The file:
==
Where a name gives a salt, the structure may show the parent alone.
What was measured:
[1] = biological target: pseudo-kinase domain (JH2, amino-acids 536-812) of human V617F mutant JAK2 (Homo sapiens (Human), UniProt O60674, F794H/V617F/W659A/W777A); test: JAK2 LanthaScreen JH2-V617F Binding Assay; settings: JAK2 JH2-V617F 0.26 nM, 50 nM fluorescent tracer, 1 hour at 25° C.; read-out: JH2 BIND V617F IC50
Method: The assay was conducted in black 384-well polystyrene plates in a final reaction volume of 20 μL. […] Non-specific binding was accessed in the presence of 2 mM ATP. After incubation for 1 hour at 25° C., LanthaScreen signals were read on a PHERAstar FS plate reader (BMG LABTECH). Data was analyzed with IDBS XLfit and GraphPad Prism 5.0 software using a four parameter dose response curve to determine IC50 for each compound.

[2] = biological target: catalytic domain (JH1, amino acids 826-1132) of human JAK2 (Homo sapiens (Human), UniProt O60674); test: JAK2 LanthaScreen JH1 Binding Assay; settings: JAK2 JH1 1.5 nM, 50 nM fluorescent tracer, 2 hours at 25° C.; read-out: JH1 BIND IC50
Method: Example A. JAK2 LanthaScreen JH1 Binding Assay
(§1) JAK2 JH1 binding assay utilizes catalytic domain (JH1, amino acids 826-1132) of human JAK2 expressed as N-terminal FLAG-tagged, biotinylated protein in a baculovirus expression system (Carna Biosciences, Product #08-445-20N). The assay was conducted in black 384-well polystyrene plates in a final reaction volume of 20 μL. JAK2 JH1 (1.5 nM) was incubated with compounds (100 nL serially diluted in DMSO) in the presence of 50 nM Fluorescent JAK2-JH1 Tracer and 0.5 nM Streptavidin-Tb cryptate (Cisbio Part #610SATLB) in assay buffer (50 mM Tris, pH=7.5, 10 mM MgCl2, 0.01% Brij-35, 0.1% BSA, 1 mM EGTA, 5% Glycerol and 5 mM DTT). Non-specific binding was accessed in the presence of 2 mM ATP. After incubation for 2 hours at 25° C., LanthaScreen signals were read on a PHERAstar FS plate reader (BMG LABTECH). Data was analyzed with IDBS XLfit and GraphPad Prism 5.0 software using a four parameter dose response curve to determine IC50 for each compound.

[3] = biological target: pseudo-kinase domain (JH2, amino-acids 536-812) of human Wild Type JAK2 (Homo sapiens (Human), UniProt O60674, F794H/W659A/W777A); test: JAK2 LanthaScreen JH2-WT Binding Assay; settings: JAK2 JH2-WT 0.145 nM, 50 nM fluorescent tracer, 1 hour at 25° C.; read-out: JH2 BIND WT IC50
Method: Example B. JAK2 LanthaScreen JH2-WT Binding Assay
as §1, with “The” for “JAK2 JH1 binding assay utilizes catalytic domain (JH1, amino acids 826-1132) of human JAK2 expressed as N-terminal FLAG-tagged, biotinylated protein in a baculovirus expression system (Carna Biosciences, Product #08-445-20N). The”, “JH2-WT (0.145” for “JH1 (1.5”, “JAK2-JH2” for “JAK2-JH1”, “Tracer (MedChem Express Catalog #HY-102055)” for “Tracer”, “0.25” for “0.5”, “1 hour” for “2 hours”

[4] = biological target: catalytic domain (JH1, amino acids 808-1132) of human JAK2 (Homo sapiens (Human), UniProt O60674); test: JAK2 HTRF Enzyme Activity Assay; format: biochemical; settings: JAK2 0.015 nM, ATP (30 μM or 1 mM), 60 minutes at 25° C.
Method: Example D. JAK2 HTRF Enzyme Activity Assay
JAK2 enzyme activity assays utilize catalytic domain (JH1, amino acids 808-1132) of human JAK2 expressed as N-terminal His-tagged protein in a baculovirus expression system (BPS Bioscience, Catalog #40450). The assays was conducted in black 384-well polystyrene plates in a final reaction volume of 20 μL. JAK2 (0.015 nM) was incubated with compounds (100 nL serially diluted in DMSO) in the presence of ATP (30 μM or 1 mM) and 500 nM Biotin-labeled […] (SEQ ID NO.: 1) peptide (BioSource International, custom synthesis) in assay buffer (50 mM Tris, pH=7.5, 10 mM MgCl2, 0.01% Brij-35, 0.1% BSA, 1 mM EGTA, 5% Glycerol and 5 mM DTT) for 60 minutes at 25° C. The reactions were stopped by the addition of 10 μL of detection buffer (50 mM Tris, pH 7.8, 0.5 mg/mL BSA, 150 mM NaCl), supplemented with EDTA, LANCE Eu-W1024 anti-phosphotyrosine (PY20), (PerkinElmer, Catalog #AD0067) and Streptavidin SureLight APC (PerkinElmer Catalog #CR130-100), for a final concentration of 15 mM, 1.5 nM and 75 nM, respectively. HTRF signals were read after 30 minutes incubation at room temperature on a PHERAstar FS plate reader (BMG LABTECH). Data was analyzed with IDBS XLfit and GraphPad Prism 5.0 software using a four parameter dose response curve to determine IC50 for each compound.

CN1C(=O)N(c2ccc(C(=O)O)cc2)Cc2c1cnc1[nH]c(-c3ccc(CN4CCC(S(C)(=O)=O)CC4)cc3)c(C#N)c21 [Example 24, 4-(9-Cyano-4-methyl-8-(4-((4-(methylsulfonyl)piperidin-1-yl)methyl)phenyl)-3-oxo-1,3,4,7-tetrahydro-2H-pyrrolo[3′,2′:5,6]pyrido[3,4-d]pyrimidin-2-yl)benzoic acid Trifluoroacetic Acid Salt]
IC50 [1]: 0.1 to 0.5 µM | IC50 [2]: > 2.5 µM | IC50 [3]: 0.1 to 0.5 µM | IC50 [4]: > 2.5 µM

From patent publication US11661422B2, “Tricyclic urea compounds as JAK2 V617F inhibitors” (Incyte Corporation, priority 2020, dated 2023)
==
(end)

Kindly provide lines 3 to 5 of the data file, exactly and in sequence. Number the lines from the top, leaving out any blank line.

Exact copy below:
[1] = biological target: pseudo-kinase domain (JH2, amino-acids 536-812) of human V617F mutant JAK2 (Homo sapiens (Human), UniProt O60674, F794H/V617F/W659A/W777A); test: JAK2 LanthaScreen JH2-V617F Binding Assay; settings: JAK2 JH2-V617F 0.26 nM, 50 nM fluorescent tracer, 1 hour at 25° C.; read-out: JH2 BIND V617F IC50
Method: The assay was conducted in black 384-well polystyrene plates in a final reaction volume of 20 μL. […] Non-specific binding was accessed in the presence of 2 mM ATP. After incubation for 1 hour at 25° C., LanthaScreen signals were read on a PHERAstar FS plate reader (BMG LABTECH). Data was analyzed with IDBS XLfit and GraphPad Prism 5.0 software using a four parameter dose response curve to determine IC50 for each compound.

[2] = biological target: catalytic domain (JH1, amino acids 826-1132) of human JAK2 (Homo sapiens (Human), UniProt O60674); test: JAK2 LanthaScreen JH1 Binding Assay; settings: JAK2 JH1 1.5 nM, 50 nM fluorescent tracer, 2 hours at 25° C.; read-out: JH1 BIND IC50